Generally, Child Custody, Visitation, and Child Support Orders may be modified by a Court of competent jurisdiction upon a showing of a material change in circumstance. While other factors affect the outcome, the first factor is proving the change in circumstance. If Courts allowed litigants to modify orders where there was no change in circumstance, litigation would never end.
Spousal support may also be modifiable; however, it depends on the language in the last order. Usually, a Juvenile and Domestic Relations District Court’s spousal support order is modifiable. Circuit Court Orders depend on whether the Court ordered the spousal support after a hearing or whether the parties reached an agreement. If they reached an agreement, the agreement itself will help to determine its modifiability.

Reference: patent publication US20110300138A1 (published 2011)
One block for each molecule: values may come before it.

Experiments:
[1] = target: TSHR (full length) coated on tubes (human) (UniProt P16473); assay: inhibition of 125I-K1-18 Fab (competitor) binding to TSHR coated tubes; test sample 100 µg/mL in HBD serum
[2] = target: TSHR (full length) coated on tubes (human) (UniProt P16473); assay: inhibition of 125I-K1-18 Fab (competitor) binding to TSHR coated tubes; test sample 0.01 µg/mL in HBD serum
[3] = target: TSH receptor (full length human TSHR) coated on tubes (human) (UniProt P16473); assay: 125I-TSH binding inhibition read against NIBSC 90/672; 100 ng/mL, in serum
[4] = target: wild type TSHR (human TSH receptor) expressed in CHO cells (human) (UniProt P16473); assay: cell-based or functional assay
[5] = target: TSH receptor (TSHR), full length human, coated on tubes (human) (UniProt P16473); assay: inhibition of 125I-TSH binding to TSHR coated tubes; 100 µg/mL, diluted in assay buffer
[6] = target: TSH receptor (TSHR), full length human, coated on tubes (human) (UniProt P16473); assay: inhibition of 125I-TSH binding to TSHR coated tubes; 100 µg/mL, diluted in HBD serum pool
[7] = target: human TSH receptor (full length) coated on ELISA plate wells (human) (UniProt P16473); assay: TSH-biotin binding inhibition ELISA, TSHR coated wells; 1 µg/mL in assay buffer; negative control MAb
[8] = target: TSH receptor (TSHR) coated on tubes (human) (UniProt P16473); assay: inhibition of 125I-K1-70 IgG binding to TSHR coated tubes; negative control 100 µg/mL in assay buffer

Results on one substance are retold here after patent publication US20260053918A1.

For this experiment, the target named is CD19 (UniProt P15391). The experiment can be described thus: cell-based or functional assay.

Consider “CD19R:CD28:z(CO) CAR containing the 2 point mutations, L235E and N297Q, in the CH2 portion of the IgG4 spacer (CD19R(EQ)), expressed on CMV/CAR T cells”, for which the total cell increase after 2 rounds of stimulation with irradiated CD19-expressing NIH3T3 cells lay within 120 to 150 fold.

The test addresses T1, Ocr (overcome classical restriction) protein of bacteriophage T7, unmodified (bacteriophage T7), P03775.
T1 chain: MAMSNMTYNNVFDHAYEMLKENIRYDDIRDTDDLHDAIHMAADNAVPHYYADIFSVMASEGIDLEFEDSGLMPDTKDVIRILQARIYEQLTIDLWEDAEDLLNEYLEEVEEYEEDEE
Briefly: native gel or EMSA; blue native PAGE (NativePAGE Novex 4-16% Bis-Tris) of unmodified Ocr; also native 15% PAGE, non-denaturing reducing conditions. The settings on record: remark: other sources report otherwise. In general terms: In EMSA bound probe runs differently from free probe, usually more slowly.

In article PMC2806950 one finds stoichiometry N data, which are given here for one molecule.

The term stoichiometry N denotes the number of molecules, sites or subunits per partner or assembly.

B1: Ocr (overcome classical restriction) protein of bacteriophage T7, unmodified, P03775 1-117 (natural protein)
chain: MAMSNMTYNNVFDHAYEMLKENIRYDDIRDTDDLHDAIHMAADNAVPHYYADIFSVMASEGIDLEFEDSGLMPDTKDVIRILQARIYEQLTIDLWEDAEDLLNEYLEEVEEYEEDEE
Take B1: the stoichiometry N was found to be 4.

Case law continues to affect what exactly constitutes a material change in circumstance. Some examples of what may constitute a change for child custody and visitation could be a parent convicted of a serious crime, a parent planning to move to another location, or a parent no longer being capable of caring for a minor child. An example of a material change in circumstance for a child support order could be that a parent has lost a job due to no fault of his/her own or a parent’s income has increased substantially. A change in custody may also be a material change for purposes of modification of child support.
Spousal support may also be modifiable; however, this is a very delicate legal issue and would depend on whether or not a court ordered the support and whether parties agreed to spousal support stating that it is modifiable.
If you need assistance modifying a Court Order, call us at 804.717.1969.